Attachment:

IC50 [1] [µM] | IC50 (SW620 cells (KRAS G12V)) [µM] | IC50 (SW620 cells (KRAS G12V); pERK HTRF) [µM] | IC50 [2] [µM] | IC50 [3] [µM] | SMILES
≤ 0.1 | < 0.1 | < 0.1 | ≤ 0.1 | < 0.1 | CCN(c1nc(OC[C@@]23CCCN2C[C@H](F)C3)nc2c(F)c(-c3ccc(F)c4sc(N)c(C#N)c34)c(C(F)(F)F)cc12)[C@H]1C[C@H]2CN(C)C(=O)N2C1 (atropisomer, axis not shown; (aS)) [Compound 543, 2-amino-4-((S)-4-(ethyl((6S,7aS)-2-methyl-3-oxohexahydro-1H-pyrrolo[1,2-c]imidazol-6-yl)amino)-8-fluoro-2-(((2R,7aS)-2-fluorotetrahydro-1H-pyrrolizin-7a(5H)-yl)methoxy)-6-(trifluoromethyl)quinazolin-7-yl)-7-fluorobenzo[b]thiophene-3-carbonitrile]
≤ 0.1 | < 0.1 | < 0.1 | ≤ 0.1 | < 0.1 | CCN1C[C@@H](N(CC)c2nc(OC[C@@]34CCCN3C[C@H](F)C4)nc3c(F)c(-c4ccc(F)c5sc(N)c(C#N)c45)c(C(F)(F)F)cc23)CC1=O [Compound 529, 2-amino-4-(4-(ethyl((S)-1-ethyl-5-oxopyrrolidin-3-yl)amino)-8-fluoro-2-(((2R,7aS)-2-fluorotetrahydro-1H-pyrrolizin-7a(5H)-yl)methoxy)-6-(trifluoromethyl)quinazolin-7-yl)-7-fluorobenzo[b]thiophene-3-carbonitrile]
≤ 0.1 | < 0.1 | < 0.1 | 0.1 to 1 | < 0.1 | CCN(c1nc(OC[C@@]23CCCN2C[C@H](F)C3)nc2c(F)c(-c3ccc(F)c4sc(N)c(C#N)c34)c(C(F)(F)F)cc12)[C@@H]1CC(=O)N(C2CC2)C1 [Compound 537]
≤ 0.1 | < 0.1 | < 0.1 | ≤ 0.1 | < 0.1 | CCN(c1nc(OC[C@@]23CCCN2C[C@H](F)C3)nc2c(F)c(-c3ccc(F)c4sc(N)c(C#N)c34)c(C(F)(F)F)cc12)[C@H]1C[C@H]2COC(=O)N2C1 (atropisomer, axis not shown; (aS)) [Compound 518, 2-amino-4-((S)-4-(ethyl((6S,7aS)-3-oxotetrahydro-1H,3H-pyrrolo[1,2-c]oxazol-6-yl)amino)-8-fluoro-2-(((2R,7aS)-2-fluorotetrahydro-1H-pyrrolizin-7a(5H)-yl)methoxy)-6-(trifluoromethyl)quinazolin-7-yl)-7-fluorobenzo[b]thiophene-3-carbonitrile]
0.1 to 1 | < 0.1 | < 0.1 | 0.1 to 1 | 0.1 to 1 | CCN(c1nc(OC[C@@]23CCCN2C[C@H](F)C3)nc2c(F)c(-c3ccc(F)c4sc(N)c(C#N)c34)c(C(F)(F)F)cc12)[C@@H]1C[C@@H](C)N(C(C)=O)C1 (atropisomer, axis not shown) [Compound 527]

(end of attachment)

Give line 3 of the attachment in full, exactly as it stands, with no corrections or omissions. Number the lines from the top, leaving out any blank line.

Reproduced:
≤ 0.1 | < 0.1 | < 0.1 | ≤ 0.1 | < 0.1 | CCN1C[C@@H](N(CC)c2nc(OC[C@@]34CCCN3C[C@H](F)C4)nc3c(F)c(-c4ccc(F)c5sc(N)c(C#N)c45)c(C(F)(F)F)cc23)CC1=O [Compound 529, 2-amino-4-(4-(ethyl((S)-1-ethyl-5-oxopyrrolidin-3-yl)amino)-8-fluoro-2-(((2R,7aS)-2-fluorotetrahydro-1H-pyrrolizin-7a(5H)-yl)methoxy)-6-(trifluoromethyl)quinazolin-7-yl)-7-fluorobenzo[b]thiophene-3-carbonitrile]